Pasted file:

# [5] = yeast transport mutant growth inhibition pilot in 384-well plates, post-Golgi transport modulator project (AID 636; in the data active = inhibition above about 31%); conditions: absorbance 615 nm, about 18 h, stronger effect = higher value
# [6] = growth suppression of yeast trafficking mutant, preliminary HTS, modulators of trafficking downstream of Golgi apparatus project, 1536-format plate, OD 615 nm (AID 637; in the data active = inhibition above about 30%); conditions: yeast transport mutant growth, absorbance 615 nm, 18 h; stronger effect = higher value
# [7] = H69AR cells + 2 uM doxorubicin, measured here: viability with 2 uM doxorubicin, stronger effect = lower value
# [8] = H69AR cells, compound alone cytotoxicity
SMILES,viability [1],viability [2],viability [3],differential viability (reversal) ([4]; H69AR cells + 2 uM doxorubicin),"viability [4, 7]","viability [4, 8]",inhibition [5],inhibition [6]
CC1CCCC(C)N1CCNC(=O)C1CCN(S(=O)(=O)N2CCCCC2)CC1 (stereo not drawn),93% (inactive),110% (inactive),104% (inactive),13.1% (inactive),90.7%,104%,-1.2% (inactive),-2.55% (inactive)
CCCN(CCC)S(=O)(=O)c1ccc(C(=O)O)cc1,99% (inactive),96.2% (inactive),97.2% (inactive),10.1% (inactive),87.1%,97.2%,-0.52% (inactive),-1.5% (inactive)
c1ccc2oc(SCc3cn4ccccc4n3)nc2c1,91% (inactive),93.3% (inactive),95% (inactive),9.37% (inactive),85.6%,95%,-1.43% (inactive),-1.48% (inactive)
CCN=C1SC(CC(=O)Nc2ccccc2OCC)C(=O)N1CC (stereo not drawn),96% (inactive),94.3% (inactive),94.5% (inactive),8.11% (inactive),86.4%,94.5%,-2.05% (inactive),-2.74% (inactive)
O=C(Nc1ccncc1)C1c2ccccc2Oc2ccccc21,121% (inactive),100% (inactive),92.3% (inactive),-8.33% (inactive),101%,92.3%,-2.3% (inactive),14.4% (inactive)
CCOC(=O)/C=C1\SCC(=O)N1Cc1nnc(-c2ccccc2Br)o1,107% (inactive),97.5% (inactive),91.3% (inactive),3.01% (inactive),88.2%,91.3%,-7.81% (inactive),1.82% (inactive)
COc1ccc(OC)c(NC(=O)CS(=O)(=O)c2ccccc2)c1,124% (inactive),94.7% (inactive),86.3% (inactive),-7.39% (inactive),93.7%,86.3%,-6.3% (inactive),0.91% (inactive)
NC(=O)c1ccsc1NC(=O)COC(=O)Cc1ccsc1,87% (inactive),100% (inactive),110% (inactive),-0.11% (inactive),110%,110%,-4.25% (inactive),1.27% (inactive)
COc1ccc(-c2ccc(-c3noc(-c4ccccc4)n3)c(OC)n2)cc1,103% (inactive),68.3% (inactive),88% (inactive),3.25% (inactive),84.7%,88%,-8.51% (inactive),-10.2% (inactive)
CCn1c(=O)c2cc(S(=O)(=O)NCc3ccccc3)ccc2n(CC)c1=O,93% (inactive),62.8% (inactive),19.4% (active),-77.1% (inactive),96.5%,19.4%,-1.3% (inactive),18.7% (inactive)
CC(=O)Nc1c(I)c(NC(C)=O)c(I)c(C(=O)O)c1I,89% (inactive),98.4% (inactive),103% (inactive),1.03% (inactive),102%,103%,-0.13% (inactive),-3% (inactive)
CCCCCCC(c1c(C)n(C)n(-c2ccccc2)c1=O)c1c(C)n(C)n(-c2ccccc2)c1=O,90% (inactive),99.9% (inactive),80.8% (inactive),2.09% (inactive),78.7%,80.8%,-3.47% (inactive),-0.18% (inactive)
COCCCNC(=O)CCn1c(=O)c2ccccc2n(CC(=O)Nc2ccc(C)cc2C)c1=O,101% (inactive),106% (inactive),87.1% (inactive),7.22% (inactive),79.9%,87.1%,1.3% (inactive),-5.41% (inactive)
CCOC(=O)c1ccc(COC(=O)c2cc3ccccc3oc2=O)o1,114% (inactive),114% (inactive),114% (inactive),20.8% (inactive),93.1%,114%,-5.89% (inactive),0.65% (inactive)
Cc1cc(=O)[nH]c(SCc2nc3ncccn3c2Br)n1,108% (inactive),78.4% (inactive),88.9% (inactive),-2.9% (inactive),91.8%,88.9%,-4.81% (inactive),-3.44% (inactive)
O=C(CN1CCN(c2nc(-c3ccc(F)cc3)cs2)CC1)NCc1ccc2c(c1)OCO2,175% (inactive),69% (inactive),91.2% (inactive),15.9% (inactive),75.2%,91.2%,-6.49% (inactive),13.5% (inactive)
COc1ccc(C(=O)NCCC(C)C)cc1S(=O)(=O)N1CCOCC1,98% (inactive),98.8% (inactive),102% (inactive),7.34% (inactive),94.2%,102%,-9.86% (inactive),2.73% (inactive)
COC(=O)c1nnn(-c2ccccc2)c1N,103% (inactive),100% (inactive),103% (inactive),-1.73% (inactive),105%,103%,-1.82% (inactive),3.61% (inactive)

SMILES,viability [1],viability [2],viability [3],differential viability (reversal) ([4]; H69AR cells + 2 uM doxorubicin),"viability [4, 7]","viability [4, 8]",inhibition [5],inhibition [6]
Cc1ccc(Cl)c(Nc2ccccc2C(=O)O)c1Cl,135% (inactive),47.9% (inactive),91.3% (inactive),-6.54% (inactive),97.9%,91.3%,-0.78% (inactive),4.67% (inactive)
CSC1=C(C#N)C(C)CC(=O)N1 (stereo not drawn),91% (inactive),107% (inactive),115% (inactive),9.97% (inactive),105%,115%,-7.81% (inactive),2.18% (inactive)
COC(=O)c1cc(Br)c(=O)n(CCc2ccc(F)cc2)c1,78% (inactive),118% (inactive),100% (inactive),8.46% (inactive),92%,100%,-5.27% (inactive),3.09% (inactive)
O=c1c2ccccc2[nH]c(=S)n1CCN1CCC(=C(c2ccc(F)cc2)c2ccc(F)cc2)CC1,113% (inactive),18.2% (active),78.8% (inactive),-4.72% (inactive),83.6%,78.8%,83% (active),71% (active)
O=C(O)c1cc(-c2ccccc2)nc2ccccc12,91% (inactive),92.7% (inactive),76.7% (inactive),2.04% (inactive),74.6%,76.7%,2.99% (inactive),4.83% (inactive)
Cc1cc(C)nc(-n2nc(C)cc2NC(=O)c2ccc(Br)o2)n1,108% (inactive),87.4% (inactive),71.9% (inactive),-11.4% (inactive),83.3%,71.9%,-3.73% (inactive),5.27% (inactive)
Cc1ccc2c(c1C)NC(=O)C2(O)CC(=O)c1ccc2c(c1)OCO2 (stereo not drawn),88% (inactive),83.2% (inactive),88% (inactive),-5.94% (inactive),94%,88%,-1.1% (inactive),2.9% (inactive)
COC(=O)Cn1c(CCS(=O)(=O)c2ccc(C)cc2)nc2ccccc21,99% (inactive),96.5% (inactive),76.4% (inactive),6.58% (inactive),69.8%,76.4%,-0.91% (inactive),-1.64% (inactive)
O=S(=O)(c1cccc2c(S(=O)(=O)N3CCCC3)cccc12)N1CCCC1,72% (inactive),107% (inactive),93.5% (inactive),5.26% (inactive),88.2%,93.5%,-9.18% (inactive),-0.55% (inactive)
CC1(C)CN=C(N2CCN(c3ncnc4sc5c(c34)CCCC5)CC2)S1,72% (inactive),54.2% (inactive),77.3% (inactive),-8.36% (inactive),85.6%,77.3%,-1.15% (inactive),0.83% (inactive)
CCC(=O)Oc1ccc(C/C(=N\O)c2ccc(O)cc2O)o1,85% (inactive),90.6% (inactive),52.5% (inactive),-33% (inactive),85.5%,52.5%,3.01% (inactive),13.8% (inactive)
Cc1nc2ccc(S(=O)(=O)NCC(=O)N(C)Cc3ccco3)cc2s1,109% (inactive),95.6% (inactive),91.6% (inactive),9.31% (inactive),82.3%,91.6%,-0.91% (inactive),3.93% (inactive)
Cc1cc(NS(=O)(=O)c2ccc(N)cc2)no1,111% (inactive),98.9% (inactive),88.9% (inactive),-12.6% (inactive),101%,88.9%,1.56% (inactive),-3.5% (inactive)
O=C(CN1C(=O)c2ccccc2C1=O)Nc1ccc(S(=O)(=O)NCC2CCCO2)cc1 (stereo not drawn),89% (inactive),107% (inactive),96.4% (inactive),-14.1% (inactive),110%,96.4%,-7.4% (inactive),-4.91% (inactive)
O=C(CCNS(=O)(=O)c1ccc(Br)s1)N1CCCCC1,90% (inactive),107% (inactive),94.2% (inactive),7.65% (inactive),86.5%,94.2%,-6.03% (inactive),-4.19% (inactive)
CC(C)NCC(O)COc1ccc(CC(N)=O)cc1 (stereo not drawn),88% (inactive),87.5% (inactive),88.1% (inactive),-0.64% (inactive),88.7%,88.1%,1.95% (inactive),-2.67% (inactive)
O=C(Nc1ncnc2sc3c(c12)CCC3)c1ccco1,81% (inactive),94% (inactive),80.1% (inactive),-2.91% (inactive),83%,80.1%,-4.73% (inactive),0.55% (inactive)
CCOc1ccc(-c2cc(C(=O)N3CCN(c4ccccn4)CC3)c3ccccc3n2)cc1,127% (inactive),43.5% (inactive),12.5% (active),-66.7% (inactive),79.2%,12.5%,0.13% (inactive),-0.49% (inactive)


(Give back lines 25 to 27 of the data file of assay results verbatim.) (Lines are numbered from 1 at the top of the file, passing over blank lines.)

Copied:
Cc1ccc(Cl)c(Nc2ccccc2C(=O)O)c1Cl,135% (inactive),47.9% (inactive),91.3% (inactive),-6.54% (inactive),97.9%,91.3%,-0.78% (inactive),4.67% (inactive)
CSC1=C(C#N)C(C)CC(=O)N1 (stereo not drawn),91% (inactive),107% (inactive),115% (inactive),9.97% (inactive),105%,115%,-7.81% (inactive),2.18% (inactive)
COC(=O)c1cc(Br)c(=O)n(CCc2ccc(F)cc2)c1,78% (inactive),118% (inactive),100% (inactive),8.46% (inactive),92%,100%,-5.27% (inactive),3.09% (inactive)